Second, asking the parties to assign (1) probabilities to each uncertainty depicted in the tree and (2) values at the end of each branch (which the parties will probably want to do in caucus because of the confidential nature of this information) will facilitate communication between the disputing parties and their attorneys. For example, when attorneys tells clients that “it is likely” that they will win, the attorneys might be thinking there is a 60% chance of winning while the clients might be thinking 90%. Assigning probabilities to verbal statements helps to avoid misunderstandings.
The assignment of probabilities will also help the mediator pinpoint the issues in dispute. If, for example, there are three key issues in dispute and the parties have the same assessment of one side’s probability for success on two of the issues, discussion can focus on the third issue.
Third, using the probabilities and end point values to calculate an expected value of the litigation will provide the mediator with an opportunity to engage in reality testing. The parties can evaluate the attractiveness of a settlement offer by comparing it to the expected value of the litigation.
These benefits from using decision tree analysis during litigation-related mediation are discussed in greater detail in my chapter on “Using Decision Tree Analysis to Break an Impasse in Mediation” in the International Bar Association publication Mediation Techniques:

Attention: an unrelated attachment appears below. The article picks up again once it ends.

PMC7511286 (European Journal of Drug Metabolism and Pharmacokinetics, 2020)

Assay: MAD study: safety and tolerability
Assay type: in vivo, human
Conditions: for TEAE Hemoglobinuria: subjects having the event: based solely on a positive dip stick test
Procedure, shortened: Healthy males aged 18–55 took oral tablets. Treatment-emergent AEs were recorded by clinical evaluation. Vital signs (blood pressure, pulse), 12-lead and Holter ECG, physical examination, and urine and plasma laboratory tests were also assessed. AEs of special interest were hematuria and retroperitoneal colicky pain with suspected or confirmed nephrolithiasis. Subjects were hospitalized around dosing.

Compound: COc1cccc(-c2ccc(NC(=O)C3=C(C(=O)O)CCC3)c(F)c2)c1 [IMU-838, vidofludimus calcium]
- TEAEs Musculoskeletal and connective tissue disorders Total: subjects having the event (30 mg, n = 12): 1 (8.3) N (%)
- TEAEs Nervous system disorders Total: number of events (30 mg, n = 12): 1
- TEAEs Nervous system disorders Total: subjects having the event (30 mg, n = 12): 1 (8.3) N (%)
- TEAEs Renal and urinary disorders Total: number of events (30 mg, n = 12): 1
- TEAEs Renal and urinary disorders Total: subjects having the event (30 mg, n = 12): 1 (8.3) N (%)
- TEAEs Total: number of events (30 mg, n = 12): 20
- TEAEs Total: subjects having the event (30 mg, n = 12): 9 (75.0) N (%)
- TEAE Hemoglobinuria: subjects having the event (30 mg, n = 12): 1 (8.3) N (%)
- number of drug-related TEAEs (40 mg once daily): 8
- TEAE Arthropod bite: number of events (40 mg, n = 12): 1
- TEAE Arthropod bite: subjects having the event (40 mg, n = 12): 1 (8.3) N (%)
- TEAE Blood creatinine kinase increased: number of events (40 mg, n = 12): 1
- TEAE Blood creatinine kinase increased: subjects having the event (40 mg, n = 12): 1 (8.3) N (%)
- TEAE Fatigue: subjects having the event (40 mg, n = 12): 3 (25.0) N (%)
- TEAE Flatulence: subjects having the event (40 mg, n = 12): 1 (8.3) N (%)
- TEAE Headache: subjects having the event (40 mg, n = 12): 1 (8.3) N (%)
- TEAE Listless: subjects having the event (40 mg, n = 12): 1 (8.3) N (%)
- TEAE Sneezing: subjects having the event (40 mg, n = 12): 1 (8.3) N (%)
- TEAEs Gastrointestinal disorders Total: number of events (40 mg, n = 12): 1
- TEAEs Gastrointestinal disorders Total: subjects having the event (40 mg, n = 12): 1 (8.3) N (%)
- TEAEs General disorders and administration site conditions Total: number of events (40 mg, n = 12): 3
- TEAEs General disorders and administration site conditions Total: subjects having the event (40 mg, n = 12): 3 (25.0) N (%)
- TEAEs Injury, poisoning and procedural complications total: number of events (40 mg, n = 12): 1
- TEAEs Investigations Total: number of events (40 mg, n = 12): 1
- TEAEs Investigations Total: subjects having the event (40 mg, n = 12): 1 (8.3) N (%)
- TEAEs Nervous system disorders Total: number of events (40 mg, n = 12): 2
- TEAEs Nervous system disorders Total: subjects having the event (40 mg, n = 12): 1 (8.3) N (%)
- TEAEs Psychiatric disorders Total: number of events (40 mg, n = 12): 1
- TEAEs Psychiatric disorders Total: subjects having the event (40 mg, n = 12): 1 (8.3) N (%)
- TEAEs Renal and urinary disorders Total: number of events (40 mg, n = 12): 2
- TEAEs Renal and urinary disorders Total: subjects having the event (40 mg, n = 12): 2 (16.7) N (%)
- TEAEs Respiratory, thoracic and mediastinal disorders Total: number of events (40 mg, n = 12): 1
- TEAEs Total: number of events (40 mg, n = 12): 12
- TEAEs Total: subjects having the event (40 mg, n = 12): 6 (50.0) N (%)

Beyond dispute resolution, decision trees are useful during mediations related to deal-making negotiations—an increasingly popular form of mediation. In Negotiating for Success: Essential Strategies and Skills (2014), Chapter 3, I show how to use a three-step process to create a decision tree to resolve disputes and then use the same process to create a decision tree related to a transactional negotiation. The book also includes other tools related to mediation, such as the use of screens to determine the best dispute resolution process.
The Legality of Using BATNA Strategies
As noted earlier, John’s article and blog do not discuss the legality of using BATNA strategies. Most countries follow civil law, which includes a duty to negotiate in good faith. In these countries, negotiators who walk away from negotiations because of strong BATNAs face potential liability to their counterparts.
The United States has a common law system, under which there generally is no duty to negotiate in good faith. However, US negotiators often agree to negotiate in good faith through preliminary agreements (such as term sheets, memoranda of understanding, letters of intent, and agreements in principle). The Delaware Supreme Court recently decided that a negotiator who breached a good faith duty that originated in a preliminary agreement was liable for expectation damages that are designed to cover lost profits (in this case $113 million).
In a recent article published in the Berkeley Business Law Journal, coauthor Greg Marsden and I discuss in greater detail the differences between the two legal systems and we provide practical lessons for negotiators in both system:
Thank you again to John Lande for raising questions about BATNA and for his continuing scholarship relating to dispute resolution and mediation.